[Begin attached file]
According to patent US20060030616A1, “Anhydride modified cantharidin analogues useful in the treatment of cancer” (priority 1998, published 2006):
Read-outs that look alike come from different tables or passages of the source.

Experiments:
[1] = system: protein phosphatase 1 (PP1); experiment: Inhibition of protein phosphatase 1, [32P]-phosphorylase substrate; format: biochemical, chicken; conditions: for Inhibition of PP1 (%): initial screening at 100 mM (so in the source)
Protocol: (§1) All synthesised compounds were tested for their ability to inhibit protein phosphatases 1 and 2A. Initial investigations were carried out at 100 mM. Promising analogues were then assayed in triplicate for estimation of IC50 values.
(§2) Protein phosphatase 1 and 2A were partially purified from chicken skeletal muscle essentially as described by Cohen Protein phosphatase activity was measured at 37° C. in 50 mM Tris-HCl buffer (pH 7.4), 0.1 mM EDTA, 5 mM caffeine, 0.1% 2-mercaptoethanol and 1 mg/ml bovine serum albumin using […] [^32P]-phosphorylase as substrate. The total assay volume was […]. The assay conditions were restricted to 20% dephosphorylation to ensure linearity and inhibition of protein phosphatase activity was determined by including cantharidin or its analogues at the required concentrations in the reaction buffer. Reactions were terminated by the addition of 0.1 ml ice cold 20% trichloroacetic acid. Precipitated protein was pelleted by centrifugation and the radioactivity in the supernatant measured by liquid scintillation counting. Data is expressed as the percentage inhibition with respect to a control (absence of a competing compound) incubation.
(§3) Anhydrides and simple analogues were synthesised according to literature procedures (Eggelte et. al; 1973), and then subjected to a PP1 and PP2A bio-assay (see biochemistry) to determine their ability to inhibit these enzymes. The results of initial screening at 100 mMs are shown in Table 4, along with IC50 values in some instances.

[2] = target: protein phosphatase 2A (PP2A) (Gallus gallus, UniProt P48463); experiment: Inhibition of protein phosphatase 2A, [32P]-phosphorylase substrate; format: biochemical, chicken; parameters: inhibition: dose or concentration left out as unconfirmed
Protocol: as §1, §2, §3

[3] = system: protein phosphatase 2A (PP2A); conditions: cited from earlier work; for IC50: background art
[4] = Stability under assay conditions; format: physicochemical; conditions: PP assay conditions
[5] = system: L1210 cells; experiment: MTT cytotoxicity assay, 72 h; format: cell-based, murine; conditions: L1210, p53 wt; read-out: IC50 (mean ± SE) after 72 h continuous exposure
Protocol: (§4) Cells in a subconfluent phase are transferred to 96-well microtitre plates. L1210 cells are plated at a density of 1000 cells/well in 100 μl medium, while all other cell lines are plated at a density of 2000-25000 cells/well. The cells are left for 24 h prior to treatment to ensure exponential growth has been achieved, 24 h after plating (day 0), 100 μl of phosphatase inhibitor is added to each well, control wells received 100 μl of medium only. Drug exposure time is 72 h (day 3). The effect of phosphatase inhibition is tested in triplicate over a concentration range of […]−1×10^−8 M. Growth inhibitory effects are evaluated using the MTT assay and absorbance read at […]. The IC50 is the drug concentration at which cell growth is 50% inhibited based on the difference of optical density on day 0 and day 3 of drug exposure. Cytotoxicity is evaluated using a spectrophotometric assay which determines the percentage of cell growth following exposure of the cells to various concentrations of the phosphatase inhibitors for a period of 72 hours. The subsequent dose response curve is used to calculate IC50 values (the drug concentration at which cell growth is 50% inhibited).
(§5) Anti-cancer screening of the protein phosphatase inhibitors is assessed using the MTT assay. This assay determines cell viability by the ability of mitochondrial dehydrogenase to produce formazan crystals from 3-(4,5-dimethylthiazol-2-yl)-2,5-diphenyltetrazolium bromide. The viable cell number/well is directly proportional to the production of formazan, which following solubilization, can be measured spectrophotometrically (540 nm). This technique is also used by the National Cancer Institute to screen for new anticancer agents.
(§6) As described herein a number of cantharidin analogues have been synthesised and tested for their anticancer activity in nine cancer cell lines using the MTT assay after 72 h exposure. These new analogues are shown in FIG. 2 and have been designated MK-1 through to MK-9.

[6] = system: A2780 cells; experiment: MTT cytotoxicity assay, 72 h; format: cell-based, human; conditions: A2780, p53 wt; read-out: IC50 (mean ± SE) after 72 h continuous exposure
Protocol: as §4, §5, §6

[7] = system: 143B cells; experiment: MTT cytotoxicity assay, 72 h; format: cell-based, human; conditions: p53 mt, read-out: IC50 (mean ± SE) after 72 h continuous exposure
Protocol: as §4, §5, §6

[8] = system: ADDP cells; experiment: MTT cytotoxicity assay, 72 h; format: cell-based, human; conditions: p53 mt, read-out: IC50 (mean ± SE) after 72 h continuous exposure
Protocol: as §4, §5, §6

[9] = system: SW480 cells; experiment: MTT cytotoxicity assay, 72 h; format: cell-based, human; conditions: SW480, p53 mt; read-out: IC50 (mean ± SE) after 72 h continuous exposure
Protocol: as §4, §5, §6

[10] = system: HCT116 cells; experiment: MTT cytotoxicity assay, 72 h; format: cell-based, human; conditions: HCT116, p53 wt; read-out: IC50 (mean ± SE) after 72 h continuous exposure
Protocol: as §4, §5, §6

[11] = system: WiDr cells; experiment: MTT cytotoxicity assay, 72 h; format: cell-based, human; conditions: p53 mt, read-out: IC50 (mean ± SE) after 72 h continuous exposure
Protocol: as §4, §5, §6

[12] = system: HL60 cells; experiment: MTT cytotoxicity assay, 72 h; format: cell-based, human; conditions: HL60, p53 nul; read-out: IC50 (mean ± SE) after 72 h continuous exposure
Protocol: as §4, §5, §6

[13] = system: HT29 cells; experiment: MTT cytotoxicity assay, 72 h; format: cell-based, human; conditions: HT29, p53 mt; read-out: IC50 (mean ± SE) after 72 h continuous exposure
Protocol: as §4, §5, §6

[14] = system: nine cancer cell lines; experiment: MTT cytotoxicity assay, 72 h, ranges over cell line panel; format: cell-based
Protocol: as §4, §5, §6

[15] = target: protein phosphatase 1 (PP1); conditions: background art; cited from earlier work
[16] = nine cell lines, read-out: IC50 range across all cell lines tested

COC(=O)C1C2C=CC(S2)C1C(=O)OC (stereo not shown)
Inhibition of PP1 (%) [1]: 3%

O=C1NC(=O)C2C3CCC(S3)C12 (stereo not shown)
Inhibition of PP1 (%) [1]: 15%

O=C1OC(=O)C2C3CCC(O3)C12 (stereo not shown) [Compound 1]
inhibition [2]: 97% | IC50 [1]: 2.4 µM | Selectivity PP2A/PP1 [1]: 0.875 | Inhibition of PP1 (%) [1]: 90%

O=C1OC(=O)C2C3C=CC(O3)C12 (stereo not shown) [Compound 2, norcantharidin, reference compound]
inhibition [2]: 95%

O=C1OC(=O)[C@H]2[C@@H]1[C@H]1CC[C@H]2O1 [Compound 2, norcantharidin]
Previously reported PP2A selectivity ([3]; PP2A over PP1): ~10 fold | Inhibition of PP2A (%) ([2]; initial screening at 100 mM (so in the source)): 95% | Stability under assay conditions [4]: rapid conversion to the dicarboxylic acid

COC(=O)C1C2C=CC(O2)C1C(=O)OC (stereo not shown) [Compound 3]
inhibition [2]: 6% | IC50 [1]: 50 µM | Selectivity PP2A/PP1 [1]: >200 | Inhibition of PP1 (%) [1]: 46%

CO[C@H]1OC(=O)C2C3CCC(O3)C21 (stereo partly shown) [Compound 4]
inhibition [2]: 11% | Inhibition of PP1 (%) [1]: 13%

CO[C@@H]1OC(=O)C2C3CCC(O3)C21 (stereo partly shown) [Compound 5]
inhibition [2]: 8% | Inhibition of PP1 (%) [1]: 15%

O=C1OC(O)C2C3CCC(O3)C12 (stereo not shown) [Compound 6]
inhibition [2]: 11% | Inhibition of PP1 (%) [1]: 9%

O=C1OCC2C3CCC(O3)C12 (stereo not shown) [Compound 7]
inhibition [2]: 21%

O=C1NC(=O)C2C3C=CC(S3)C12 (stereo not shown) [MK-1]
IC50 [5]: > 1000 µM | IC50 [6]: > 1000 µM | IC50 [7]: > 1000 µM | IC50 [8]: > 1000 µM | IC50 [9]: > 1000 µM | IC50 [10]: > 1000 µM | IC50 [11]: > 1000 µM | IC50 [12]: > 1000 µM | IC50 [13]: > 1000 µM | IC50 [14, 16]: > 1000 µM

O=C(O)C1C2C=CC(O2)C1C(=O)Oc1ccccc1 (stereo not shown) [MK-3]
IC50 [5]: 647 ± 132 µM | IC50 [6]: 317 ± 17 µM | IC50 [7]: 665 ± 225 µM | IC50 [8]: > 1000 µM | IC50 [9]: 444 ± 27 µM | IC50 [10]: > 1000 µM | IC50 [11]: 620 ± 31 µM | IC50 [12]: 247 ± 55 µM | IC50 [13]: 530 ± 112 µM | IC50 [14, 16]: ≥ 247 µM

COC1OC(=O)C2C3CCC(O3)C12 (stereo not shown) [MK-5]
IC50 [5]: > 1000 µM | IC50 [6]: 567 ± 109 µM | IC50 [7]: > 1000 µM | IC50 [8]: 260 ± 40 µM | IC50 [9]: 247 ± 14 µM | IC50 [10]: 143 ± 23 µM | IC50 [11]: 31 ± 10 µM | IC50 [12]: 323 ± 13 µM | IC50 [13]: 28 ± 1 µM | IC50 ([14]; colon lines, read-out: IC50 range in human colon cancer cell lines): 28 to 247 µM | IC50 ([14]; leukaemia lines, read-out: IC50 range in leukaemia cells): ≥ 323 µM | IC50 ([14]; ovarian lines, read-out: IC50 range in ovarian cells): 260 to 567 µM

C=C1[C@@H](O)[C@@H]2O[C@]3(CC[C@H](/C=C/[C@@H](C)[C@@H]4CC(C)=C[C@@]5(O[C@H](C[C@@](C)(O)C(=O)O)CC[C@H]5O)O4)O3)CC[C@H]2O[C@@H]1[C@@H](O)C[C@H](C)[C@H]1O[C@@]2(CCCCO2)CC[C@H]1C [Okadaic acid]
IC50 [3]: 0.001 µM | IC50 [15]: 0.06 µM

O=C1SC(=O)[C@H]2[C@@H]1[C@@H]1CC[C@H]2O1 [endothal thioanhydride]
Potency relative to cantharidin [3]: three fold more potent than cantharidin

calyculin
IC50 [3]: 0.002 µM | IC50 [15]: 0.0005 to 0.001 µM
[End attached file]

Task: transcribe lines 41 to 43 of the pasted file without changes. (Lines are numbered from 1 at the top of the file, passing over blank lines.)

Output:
inhibition [2]: 97% | IC50 [1]: 2.4 µM | Selectivity PP2A/PP1 [1]: 0.875 | Inhibition of PP1 (%) [1]: 90%

O=C1OC(=O)C2C3C=CC(O3)C12 (stereo not shown) [Compound 2, norcantharidin, reference compound]
inhibition [2]: 95%